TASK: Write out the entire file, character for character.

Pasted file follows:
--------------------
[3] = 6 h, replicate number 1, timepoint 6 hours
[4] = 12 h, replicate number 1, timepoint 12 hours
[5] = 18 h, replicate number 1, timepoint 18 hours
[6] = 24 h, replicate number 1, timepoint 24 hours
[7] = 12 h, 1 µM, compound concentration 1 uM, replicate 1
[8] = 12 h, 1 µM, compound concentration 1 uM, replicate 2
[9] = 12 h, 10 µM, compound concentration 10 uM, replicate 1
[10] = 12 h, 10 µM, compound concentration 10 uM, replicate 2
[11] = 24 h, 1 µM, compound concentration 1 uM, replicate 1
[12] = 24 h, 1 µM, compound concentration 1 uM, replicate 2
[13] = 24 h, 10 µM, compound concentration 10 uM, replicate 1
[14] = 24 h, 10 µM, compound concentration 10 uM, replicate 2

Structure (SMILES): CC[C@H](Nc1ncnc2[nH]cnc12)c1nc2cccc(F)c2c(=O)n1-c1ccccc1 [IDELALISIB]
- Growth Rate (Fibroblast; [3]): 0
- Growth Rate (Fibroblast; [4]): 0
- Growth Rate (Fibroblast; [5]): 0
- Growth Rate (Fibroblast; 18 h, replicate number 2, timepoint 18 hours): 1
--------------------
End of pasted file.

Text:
[3] = 6 h, replicate number 1, timepoint 6 hours
[4] = 12 h, replicate number 1, timepoint 12 hours
[5] = 18 h, replicate number 1, timepoint 18 hours
[6] = 24 h, replicate number 1, timepoint 24 hours
[7] = 12 h, 1 µM, compound concentration 1 uM, replicate 1
[8] = 12 h, 1 µM, compound concentration 1 uM, replicate 2
[9] = 12 h, 10 µM, compound concentration 10 uM, replicate 1
[10] = 12 h, 10 µM, compound concentration 10 uM, replicate 2
[11] = 24 h, 1 µM, compound concentration 1 uM, replicate 1
[12] = 24 h, 1 µM, compound concentration 1 uM, replicate 2
[13] = 24 h, 10 µM, compound concentration 10 uM, replicate 1
[14] = 24 h, 10 µM, compound concentration 10 uM, replicate 2

Structure (SMILES): CC[C@H](Nc1ncnc2[nH]cnc12)c1nc2cccc(F)c2c(=O)n1-c1ccccc1 [IDELALISIB]
- Growth Rate (Fibroblast; [3]): 0
- Growth Rate (Fibroblast; [4]): 0
- Growth Rate (Fibroblast; [5]): 0
- Growth Rate (Fibroblast; 18 h, replicate number 2, timepoint 18 hours): 1